•  do pay attention to this (6+ / 0-)
      Medicare: Why is it on the table?

      And there we have a problem, not so easily solved: the current rate of growth is not sustainable. In fact, it's getting out of control because baby boomers are aging (story from 12/30/2010):

      Starting on Saturday, Baby Boomers begin turning 65 and qualifying for Medicare — one every eight seconds. A record 2.8 million will qualify in 2011, rising to 4.2 million a year by 2030, projections show.

      In all, the government expects 76 million Boomers will age on to Medicare. Even factoring in deaths over that period, the program will grow from 47 million today to 80 million in 2030.

      That is going to significantly add to Medicare costs over the next several decades. As boomers age, they/we will flood the system, and that's not fully addressed by our current health reform law:

      "Politics is the art of looking for trouble, finding it everywhere, diagnosing it incorrectly and applying the wrong remedies." - Groucho Marx

      by Greg Dworkin on Thu Nov 29, 2012 at 05:10:25 AM PST

      [ Parent ]

  •  Who'd want to bet on that? (0+ / 0-)
    “It merely seems extremely likely.”

    Show us your tax returns !!!!!!

    by Bush Bites on Thu Nov 29, 2012 at 05:04:53 AM PST

  •  Why isn't there a discussion of... (8+ / 0-)

    how much we're overcharged for medical services? Like the woman billed $86,000 for  two doses of scorpion anti-venom that cost $100 each in Mexico, or the high-tech machines which cost hospitals ten times what they cost in Europe? HUMBUG!

    We need laws which acknowledge and deal with the fact that at least twenty percent of politicians, CEOs and evangelists are psychopaths.

    by Rocco Gibralter on Thu Nov 29, 2012 at 05:06:34 AM PST

    •  it's built into ACA/Obamacare (5+ / 0-)

      and is the basis for the Glenn Kessler discussion cited, wherein Chris Van Hollin claims ACA saves more than Erskine-Bowles.

      It has been attacked as" death panels".  But it's there.

      "Politics is the art of looking for trouble, finding it everywhere, diagnosing it incorrectly and applying the wrong remedies." - Groucho Marx

      by Greg Dworkin on Thu Nov 29, 2012 at 05:12:20 AM PST

      [ Parent ]

    •  There's a lot of saving under ACA. (7+ / 0-)

      For instance:

      Durable medical equipment is one area identified by the Government Accountability
      Office and the HHS Inspector General for which Medicare pays significantly more than
      other payers; this overpayment makes the program more susceptible to fraud, abuse,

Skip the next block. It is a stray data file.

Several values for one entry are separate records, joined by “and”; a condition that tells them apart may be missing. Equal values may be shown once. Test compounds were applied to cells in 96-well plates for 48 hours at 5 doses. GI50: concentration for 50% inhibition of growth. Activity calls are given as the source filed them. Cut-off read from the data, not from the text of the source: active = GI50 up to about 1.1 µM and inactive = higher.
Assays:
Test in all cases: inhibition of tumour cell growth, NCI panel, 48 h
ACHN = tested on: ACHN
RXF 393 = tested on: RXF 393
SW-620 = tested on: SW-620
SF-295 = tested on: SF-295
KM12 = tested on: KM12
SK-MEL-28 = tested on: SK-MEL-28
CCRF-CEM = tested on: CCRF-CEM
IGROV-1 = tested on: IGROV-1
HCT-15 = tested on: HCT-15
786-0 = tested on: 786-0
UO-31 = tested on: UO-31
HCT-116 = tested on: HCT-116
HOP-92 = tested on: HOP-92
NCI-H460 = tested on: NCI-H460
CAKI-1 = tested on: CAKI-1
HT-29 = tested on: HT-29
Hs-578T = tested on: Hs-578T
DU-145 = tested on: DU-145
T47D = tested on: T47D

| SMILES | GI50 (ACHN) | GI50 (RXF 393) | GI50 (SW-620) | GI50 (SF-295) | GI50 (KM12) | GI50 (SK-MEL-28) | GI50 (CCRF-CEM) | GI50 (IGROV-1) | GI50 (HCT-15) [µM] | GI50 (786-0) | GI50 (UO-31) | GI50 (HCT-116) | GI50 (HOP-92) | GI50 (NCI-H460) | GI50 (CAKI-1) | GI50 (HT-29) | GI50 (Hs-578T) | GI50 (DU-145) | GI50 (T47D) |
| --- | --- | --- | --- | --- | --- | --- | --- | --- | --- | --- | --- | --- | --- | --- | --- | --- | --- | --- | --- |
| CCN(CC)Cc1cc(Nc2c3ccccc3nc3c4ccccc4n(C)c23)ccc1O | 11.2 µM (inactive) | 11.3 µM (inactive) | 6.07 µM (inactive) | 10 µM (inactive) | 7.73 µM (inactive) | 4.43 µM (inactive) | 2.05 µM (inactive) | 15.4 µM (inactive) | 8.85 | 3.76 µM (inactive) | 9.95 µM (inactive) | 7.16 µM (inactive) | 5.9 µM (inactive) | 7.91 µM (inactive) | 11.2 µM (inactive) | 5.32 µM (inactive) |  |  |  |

and unnecessary utilization. On January 1, 2011, CMS implemented a competitive
      bidding program for durable medical equipment and other supplies in nine
      metropolitan areas.

      Under this new payment mechanism, Medicare has already achieved savings of $202
      million in the first year, paying an average of 35 percent less for items such as power
      wheelchairs and oxygen supplies without any reduction in access to needed medical
      care. Because of the health care law, the program will expand to additional parts of the
      country over the next several years. Through 2016, the CMS Actuary estimates that
      savings will reach $5.2 billion for the Medicare program (and $27 billion through 2022).

      https://docs.google.com/...

      Show us your tax returns !!!!!!

      by Bush Bites on Thu Nov 29, 2012 at 05:18:40 AM PST

      [ Parent ]

  •  The GOP doesn't recognize what we see... (5+ / 0-)

    ...as cuts because they are intent on preserving, protecting and defending the income streams of certain providers, without regard to medical efficacy or system effectiveness.

    To even suggest that such factors are valid is teh Socialism.

    When you are right you cannot be too radical; when you are wrong, you cannot be too conservative. --Martin Luther King Jr.

    by Egalitare on Thu Nov 29, 2012 at 05:06:56 AM PST

    •  seems to me two things (3+ / 0-)
      Recommended by:
      Egalitare, DRo, skohayes

      what you cited (no surprise if pediatricians are democrats and high end surgical specialties are republicans.)

      but also the push from chamber of commerce and businesses to reduce their costs.

      "Politics is the art of looking for trouble, finding it everywhere, diagnosing it incorrectly and applying the wrong remedies." - Groucho Marx

      by Greg Dworkin on Thu Nov 29, 2012 at 05:14:13 AM PST

      [ Parent ]

      •  Cohn wants to ascribe to ignorance... (3+ / 0-)
        The advocates for deep entitlement reductions don’t seem to realize that the people on Medicare and Medicaid need the protection those programs provide—and that, without those programs, they’d suffer. Given the very significant chance we can reduce health care spending without reducing benefits, we have an obligation to try. It’s the compassionate thing to do.
        ...what I believe is willful intent: there are forces who want to "cull the herd" and are shrewd enough to not say it out loud, even in "quiet rooms."